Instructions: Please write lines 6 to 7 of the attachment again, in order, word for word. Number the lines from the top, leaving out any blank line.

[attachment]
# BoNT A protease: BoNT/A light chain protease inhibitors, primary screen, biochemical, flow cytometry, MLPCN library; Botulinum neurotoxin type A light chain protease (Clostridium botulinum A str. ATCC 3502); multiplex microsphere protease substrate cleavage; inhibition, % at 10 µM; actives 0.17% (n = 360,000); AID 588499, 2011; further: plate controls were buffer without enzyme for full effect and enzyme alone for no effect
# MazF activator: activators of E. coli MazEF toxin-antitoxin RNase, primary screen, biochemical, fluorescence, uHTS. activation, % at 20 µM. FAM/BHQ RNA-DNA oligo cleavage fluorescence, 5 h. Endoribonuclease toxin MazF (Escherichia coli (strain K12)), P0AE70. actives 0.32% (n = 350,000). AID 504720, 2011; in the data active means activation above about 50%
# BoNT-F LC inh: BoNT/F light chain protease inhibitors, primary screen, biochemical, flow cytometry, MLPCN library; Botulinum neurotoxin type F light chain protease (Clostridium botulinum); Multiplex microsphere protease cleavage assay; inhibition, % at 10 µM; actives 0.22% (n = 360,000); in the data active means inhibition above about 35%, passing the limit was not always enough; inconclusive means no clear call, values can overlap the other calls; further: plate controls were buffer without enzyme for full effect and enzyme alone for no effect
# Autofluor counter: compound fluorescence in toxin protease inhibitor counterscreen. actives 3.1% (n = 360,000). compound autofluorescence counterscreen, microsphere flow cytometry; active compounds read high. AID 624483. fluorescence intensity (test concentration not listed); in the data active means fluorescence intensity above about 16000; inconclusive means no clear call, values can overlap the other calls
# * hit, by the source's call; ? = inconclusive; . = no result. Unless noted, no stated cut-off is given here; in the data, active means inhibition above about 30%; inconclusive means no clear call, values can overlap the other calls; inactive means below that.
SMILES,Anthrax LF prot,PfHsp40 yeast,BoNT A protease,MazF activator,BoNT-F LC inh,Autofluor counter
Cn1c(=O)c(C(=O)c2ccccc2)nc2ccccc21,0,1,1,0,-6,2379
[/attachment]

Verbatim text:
SMILES,Anthrax LF prot,PfHsp40 yeast,BoNT A protease,MazF activator,BoNT-F LC inh,Autofluor counter
Cn1c(=O)c(C(=O)c2ccccc2)nc2ccccc21,0,1,1,0,-6,2379